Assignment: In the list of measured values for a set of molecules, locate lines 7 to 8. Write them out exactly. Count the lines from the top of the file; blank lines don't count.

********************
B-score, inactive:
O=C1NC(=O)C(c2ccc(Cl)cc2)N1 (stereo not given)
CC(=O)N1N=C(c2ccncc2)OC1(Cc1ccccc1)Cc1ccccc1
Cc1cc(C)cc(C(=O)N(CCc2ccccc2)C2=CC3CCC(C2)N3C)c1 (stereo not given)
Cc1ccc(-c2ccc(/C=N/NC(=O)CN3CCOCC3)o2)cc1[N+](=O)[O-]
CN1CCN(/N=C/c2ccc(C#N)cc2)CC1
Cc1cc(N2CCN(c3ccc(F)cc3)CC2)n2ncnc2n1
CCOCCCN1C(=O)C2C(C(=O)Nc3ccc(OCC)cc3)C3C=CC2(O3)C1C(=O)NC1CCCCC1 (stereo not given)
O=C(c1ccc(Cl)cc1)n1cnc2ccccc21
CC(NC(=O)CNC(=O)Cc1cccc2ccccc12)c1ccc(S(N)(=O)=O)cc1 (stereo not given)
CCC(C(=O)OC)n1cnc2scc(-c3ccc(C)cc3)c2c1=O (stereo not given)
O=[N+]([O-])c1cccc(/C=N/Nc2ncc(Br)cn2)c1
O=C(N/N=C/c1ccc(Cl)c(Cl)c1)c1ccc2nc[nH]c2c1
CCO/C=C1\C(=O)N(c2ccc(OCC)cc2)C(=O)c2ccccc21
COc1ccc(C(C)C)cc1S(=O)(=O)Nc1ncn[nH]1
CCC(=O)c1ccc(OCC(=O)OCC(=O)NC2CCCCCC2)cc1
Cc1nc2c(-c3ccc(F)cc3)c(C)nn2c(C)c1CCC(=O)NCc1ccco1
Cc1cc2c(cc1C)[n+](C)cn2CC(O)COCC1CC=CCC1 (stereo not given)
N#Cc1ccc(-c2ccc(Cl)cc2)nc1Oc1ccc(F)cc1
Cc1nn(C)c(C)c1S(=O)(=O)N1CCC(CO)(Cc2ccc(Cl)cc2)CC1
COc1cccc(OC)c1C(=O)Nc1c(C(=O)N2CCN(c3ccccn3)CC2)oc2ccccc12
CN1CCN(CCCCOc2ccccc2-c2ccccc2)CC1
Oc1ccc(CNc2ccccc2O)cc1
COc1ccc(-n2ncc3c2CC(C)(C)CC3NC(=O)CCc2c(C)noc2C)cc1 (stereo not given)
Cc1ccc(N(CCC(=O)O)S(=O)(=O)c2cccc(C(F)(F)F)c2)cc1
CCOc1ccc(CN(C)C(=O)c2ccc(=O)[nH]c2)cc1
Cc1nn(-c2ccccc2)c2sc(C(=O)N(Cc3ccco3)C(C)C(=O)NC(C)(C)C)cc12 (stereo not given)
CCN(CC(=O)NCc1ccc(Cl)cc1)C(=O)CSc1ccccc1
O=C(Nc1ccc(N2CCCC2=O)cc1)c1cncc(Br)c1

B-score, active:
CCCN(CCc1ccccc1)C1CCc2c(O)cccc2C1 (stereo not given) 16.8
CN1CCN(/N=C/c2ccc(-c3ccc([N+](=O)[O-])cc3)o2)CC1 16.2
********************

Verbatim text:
Cc1cc(N2CCN(c3ccc(F)cc3)CC2)n2ncnc2n1
CCOCCCN1C(=O)C2C(C(=O)Nc3ccc(OCC)cc3)C3C=CC2(O3)C1C(=O)NC1CCCCC1 (stereo not given)